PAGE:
|Col du Portalet||Biescas||1794||27.2||3.4||521||****|
|Llac d'Engolasters||Les Escaldes||1639||6.1||8.4||533||***|
|Coll de La Gallina||St Julià de Lòria||1910||11.8||8.3||1370||****|
|Coll de La Gallina||St Julià de Lòria||1910||12||8.5||1497||****|
|Coll de la Rabassa||Saint Julià de Loria||2020||17.8||6.2||1098||***|
|Coll de la Rabassa||Saint Julià de Loria||2020||17.3||6.4||1156||***|
|Port de Cabus||La Massana||2305||18||6||810||*****|
|Port d'Envalira||Andorra la Vella||2407||27.5||5||812||*|
|Collada de Beixalis||Ordino||1795||8||5.5||440||***|
|Collada de Beixalis||Encamp||1795||7||6.8||685||****|
|Collado de Ibardin||Bera||317||5.5||4.9||130||***|
|Puerto de Izpegui||Erratzu||672||11.8||3.6||310||***|
|Collado de Piedra de San Martín||Isaba (NA-137)||1760||14.4||5.4||521||****|
|Port de Larrau||Ochagavía (NA-140 Junction)||1585||10.8||6.4||501||****|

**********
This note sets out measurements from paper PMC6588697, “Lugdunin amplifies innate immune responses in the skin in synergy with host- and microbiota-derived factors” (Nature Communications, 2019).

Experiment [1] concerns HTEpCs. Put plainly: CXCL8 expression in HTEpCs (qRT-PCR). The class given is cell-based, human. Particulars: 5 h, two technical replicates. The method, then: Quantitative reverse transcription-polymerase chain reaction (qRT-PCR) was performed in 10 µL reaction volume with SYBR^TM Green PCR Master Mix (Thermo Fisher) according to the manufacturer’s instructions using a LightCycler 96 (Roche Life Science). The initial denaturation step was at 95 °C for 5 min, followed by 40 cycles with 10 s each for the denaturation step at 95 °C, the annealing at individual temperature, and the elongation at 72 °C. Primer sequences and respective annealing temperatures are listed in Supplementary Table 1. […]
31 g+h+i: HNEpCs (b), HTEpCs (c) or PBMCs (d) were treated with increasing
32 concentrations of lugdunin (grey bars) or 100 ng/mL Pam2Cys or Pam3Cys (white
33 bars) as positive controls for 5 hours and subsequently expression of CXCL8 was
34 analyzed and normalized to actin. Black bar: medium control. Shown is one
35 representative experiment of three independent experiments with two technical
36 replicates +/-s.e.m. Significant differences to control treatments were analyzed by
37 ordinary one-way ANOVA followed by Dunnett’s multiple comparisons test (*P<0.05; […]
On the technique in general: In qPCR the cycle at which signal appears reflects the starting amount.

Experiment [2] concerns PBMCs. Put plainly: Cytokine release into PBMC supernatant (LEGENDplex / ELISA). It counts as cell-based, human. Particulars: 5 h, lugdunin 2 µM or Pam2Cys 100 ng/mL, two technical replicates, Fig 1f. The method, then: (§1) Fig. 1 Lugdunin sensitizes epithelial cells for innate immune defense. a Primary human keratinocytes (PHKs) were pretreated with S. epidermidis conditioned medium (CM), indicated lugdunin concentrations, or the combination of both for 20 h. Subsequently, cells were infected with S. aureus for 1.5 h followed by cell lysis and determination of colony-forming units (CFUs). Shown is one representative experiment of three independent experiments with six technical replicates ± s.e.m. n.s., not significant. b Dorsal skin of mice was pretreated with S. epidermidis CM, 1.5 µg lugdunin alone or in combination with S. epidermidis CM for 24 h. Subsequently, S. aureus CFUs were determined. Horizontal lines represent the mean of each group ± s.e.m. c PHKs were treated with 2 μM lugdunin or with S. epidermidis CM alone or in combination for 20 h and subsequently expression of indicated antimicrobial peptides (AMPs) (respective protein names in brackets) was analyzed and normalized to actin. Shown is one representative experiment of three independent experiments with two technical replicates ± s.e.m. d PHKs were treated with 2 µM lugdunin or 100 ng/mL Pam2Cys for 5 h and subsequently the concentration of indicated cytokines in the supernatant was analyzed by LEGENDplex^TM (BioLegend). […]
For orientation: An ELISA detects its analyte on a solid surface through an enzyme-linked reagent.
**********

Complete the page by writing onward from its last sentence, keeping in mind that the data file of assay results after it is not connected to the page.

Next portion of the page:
|Gorramakil (Puerto Otxondio)||Dantxainea||1,090||21.0||4.8||640||***|
|Castillo del Inglés||Oiartzun||497||12||4||290||***|
|Castillo del Ingles||Irun||497||9.2||5.2||377||***|
MountainsThe Spanish Pyrenees stretch all the way from the Basque Country on the Atlantic Coast, to Catalonia on the Mediterranean Sea. On the way it also passes through the autonomous communities of Navarra and Aragon The entire range is full of mountain roads that make for some excellent climbing.
The climbs here are generally not quite as spectacular or well known as those across the border in France, but there are still numerous passes above 2,000m altitude, and many other high climbs that feature regularly in the Vuelta and are lot of fun to ride.